Section things off based on term clusters/themes – a lot of times you can determine where they might be in the funnel based off of the keyword they’re using. Then, messaging is a great way to really speak to those different audiences.
Different products have different demands and can eat up your budget – if you have a set budget, and you throw everything together, the product with the most demand is going to eat up all your budget. For example, even though Product A had all the demand out there, Product C might be the most profitable, and it got totally overlooked because Product A ate all the traffic from Product C.
How do you write and test good ads?
It’s harder than it used to be – because many search engines are moving to more flexible, dynamic, and machine learning based ad types that are responsive search ads.
Make sure that your first headline is pinned – it’s the most important and you want it to convey the most important information.
Make sure that each one of the main titles/descriptions adds value – and talks to where folks are specifically in the sales process, so that you’re highlighting benefits (especially if it’s a really competitive field).
Use extensions and structured snippets – such as callout extensions for offers (e.g. seven day trial). Figure out how to get anything that you think is a value proposition into the ads themselves.
Speak to people the way that they’re searching – you want the text in your ad to match the way they searched it because it’s going to stand out and it’ll be completely bolded in the search results, so it’ll have a higher click-through rate. Then, in turn, you’ll pay less because you’re getting a better result from Google. Don’t just make one ad, make multiple ad groups that are specific to what those queries are.
How do you create and test landing pages?
Use a session tracking tool – e.g HotJar. These will allow you to see how people are interacting with your landing page.
Have a snappy, matching title – the title should match the intent of the query. A landing page should match its ad groups; if you have a new ad group, you should have a new landing page.
If you have a detailed product, try an explainer video – it’s a simple way to almost have a real conversation with people. You can also show social proof from other clients, or showcase reviews to build trust.
Gear landing pages to where they are in the funnel – you might have a landing page geared a little bit more towards nurturing and explaining, or, if the prospect is towards the bottom of the funnel, you might have a form big and high upfront.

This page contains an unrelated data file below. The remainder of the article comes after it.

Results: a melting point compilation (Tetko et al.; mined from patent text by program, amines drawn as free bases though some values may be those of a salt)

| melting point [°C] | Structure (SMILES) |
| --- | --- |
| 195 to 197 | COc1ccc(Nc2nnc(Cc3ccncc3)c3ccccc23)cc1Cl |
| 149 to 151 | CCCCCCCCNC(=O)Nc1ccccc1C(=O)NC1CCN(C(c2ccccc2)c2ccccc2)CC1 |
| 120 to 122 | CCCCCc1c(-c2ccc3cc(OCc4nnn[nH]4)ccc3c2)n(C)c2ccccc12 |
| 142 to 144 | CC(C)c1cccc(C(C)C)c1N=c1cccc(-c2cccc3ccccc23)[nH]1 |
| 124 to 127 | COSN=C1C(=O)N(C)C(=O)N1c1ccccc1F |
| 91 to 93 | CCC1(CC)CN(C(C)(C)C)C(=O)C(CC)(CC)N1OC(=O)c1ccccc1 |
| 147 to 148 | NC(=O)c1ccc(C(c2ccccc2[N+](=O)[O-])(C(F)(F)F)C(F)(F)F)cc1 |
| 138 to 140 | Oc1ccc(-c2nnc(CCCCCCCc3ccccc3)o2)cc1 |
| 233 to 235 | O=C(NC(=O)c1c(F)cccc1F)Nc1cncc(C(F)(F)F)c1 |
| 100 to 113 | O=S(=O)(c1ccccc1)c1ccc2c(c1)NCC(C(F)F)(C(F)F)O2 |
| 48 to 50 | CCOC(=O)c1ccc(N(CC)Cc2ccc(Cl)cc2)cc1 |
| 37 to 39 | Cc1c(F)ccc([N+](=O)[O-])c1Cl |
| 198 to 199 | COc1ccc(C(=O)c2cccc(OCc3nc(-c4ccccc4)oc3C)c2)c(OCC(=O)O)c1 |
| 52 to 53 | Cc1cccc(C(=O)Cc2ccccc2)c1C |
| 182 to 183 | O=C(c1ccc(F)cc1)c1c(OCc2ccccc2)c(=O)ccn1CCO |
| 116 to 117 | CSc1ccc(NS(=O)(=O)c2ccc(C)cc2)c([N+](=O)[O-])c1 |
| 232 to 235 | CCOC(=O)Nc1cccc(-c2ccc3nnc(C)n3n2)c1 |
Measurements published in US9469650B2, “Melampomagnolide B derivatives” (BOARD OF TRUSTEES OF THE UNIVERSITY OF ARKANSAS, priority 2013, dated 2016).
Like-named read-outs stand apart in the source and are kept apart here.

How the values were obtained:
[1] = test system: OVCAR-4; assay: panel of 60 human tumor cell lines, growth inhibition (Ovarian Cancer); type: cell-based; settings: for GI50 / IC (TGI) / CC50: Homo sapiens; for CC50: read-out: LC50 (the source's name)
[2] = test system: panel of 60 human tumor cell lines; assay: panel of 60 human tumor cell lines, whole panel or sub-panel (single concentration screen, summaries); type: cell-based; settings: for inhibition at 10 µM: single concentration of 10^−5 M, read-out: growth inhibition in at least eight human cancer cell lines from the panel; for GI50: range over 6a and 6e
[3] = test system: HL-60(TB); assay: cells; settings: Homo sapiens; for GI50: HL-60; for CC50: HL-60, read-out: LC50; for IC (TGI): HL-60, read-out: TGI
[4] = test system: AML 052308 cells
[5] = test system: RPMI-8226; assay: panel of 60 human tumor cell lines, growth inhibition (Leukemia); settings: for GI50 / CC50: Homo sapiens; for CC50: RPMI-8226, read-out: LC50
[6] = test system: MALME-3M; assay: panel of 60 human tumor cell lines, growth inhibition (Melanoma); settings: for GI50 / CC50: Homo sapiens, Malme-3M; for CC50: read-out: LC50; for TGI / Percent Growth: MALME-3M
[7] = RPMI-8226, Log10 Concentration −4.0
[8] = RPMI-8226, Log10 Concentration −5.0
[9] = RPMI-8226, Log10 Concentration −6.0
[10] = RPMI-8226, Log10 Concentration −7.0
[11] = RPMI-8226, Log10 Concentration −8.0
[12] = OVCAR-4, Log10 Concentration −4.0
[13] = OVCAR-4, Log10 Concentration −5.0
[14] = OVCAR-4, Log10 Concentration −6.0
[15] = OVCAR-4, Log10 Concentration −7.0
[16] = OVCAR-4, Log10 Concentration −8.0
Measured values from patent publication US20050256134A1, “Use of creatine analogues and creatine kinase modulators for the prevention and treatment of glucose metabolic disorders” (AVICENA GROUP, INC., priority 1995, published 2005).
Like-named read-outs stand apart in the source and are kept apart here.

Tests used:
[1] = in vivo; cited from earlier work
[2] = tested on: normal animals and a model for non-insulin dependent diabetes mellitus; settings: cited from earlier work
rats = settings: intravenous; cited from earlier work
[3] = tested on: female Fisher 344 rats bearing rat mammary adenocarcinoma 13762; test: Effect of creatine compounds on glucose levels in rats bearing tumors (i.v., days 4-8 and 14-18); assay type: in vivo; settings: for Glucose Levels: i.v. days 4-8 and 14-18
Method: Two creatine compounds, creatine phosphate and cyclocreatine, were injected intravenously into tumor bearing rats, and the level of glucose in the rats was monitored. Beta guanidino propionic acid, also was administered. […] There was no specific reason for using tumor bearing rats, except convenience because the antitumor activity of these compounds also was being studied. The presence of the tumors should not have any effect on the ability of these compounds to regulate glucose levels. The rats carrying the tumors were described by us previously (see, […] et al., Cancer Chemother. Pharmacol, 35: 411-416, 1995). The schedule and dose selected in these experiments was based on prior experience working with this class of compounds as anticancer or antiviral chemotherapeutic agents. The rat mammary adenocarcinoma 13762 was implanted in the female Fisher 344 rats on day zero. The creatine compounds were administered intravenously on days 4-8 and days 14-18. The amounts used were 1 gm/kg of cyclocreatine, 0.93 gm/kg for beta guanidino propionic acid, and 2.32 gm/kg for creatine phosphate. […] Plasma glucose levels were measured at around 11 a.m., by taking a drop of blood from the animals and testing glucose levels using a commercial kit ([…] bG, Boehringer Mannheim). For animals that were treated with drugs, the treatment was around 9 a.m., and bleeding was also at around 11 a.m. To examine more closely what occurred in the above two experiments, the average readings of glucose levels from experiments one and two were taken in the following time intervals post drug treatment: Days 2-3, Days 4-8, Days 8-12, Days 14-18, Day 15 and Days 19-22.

How should search advertising fit into and coordinate with your broader digital marketing strategy?
Everyone should do some search, how much depends upon your product – if your product or use case is unknown, search advertising might not be a big part of your budget. For highly-searched products, paid search is a big deal and it can convert really well.
Complement search with remarketing – search is expensive, so pull people back in with remarketing. You want everything to play together.
How should PPC coordinate with your SEO?
Use paid search to test SEO – if you see that certain terms work well and you’re buying these terms, then you know you can show up for them. So you might be able to use that as sort of a training ground for what should we go after with SEO? Also, if you’ve got holes in your SEO, they can be filled with paid search. If you’re not showing up for something or it’s a new product, paid can be fantastic there.
#1 organic can still be #5 on the page – you may still want to buy ads so you can appear higher on the page. Ads also look more like Organic results now, so users are more likely to click on ads.
What are the most important pieces to get right?
Search advertising is a living, breathing thing – if you don’t go into it understanding that, there’s a high probability that you’re going to fail. You have to be running experiments and constantly and consistently trying to beat whatever champion level campaigns you have. You can’t just go through and hit automated things or listen to the recommendations the search engines give you; you have to go in there and put human guidance on these things.
Make sure your tracking is on-point – you want to make sure you’re tracking all the different conversions, not just the demo sign-ups. Track everything that could matter, such as the scroll depth on a page or the length of time someone spent watching a video. You want to make sure that you don’t have any blind spots.
What are the common pitfalls?
People fail when messaging doesn’t match the intent – people try to get to the end of the sales funnel when people are at the beginning of the funnel. That’s why you have to see how things are performing.
Paid search is not demand generation, it’s demand harvesting – some products aren’t fantastic for search. If people aren’t looking specifically for your product, it’s going to be an uphill battle the whole way. That’s where you should go and allocate more budget towards some of those other social networks, like LinkedIn.